curing soap - how to cure soap

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Curing Soap

Soap orders by soap by the loaf are cold processed soaps.  Cold processed soaps need time to cure and age before they can be labeled and soap.  The Hot Process method of making soap does make for a bar that can be sold right away but their texture is not the same as cold process.  Cold process soaps and usually smooth and hard bars of soap.

The reason why the bars need time to cure is simple.  We mentioned hot process above.  This is when the soap maker continues to cook each batch of soap over a heat source, speeding up the process of the saponification process (the lye) and continues to evaporate the wax.  With cold process soaps, such as you find at soap by the loaf, nature takes care of the curing process merely by letting the soaps sit out in the open.

When the soap is made, the fatty ingredients (coconut, olive, shea, soybean) and blended with sodium hydroxide (lye) along with essential oils and color and spices or herbs.  When the lye (diluted in water) mixes with the molecules of the fatty oils - the end result is soap.  However, the soaping process, known as saponification, continues over the next couple of weeks.  As the bars of soap are allowed to sit out in the air, the lye works its way out of the batch and the water continues to evaporate.

A bar of soap CAN be used after only two weeks of curing.  It won't hurt you.  But, softer soaps melt away quicker in the shower or tub.  When your bars of soap are allowed to cure a few four to six weeks, the end result is a very hard bar of soap.  The basic rule is - the longer it sits, the harder it gets and the longer it lasts.

When you receive your soap loaves and have cut them into bars, spread the bars out a bit.  A small space between each one is enough to allow air to reach all sides of the bar.  But when the bars are crammed against each other it makes it harder for the water in the bars of soap to evaporate.  Keep them at room temperature.  Basically, a temperature that is comfortable to you under normal living conditions - not too hot and not too cold.  Some customers with little space have even told me that they place the bars on trays and slide the trays under the bed with a small fan running in the room when they are at home.  Shelves in the laundry room work well as a curing space for you soaps too.  No other options?  Clean off a shelf in your closet.  True, there won't be as much air circulating in there but the soaps will still cure and your clothes will smell amazing.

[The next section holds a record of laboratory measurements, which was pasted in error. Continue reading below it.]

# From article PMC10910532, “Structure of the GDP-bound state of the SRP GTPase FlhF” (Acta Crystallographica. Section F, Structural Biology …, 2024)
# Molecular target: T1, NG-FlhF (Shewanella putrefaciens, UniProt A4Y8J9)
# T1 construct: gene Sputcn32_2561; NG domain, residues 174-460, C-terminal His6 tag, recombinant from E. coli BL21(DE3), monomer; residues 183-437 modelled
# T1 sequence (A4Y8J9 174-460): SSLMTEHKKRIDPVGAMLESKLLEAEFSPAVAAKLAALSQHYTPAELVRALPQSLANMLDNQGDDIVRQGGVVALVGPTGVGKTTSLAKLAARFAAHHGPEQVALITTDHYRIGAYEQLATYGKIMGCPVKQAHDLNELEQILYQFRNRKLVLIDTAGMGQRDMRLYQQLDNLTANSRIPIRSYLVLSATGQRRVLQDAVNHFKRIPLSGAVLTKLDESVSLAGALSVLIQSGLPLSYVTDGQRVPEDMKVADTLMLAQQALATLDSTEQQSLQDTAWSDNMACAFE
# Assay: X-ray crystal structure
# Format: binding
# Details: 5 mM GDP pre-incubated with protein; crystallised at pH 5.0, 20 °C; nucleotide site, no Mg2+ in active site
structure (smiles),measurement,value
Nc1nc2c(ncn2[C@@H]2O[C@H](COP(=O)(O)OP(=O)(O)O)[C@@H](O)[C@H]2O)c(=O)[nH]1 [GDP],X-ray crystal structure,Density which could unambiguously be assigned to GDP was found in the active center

Another reason why some soaps need a longer cure time has to do with their ingredients.  Soaps that contain honey tend to feel more 'oily' in the beginning.  If you label your honey soaps too soon it will leave an oily mark on the label.

If you follow the simple rules of how to cure your soap, it will make all the difference in the response you get from customers.  Their bars will last longer and they will come back for more.  After all, you wouldn't want to buy cheese that hadn't been aged properly.  Curing soap is similar.

 

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